26 January 2015

Christ Pantokrator

Christ Pantokrator. 34x34"Acrylic on canvas.

This is the finished large icon of Christ Pantokrator for the ceiling of a small private chapel. I painted this with the ancient membrane technique described in yesterday's post. For the icon (especially the drawing), I drew inspiration from all eras and places: the ancient Sinai icon, Daphni (which I saw firsthand in Greece in 2012), Chora, St. Clement of Ohrid, and contemporary icon painters Tom Athanasios Clark, Father Zenon Theodore, Aidan Hart, and George and John Kopsidas.

I'm thrilled with the subtle colors in Christ's face and the almost-translucent red/blue tunic. been moving  The rainbow (described around Christ's heavenly throne in Revelation 4:3) was quite a feat of geometry and patience. This icon is on canvas, waiting to be installed on the ceiling. I'll post another photo in a few weeks after installation. I love working on a larger scale!



25 January 2015

Saint Vincent of Lerins

Sanctus Vincentius Lerinensis (Saint Vincent of Lerins). 8x10" Acrylic and gold leaf on panel.

Recently I've been working with the "membrane" technique, an ancient technique beginning with an under-painting, a translucent mid-tone, then pushing colors both dark and light. I have enjoyed the rich warm/cool contrast achieved with this technique, and I find myself painting more, well, painterly: limiting my color selection (I used only five pigments total in this icon), and mixing colors fluidly on a palette, rather than mixing one color/step at a time. The more common "proplasmos" method (beginning dark and moving toward light) has been the exclusive method for almost 500 years. Russian master painter Archimandrite Zenon Theodore resurrected the membrane technique in the 1980s after studying medieval manuscripts and ancient icons. He believes that the membrane method predates the proplasmos. He and his students have been popularizing the technique in the last 30 years. Stay tuned for more icons using this technique!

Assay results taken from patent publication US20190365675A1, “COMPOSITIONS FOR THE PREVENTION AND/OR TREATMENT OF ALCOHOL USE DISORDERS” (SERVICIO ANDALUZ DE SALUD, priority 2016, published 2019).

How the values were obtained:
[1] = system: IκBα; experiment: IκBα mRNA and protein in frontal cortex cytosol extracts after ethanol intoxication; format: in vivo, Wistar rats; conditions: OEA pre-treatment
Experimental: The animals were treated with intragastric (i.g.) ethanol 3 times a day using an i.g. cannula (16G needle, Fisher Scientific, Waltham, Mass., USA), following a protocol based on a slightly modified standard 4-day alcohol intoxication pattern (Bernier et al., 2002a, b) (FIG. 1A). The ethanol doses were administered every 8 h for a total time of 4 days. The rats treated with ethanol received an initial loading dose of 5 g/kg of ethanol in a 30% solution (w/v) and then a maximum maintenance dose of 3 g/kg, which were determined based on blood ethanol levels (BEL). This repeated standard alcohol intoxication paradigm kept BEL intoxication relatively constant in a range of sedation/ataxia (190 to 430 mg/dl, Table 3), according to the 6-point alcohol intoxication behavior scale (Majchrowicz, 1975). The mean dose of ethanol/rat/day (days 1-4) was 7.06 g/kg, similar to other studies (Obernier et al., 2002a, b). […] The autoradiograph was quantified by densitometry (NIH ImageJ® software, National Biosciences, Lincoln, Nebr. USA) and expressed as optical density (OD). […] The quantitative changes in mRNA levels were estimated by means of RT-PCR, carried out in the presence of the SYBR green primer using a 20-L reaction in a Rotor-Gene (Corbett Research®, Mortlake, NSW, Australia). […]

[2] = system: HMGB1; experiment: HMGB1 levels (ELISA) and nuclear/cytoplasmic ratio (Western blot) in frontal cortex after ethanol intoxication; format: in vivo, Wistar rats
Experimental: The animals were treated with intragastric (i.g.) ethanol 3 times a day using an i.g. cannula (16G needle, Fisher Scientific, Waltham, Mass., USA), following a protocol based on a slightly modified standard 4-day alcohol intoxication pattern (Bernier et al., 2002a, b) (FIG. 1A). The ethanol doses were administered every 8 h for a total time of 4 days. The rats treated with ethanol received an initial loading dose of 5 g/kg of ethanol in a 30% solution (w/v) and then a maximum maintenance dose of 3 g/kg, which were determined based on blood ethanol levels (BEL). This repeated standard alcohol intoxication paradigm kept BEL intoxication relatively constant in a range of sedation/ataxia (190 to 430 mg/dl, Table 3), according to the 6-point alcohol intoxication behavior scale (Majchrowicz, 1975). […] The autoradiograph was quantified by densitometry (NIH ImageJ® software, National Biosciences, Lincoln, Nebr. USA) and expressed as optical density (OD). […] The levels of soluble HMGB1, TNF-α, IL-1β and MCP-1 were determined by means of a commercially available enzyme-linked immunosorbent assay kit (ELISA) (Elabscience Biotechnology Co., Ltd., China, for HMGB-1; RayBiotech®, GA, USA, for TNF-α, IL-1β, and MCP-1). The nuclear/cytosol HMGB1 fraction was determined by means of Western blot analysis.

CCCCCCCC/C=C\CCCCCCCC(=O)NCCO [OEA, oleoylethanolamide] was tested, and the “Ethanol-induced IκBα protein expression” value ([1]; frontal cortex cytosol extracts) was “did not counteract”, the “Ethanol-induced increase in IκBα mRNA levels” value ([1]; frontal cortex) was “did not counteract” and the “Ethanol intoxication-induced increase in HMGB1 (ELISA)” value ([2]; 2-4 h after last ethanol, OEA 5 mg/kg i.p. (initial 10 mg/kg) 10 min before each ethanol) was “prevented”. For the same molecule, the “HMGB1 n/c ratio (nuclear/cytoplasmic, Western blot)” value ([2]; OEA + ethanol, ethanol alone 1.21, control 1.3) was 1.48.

Last week, I completed an icon of Saint Vincent of Lerins for a parish in Georgia, USA, using this membrane technique. The patron wanted the name and scroll in Latin, most appropriate for this venerable western father of Christian Orthodoxy. St. Vincent was a leading theologian of the Church in the 5th century, and is celebrated for his definition of the Orthodox faith in a time plagued with errors and heresies: "Quod ubique, quod semper, quod ab omnibus, creditum est." Or in English, "That which has been believed everywhere, always, by all people." His defense of the traditions of the Fathers and his condemnation of innovation and novelty in the Church are as appropriate today as they were in his time.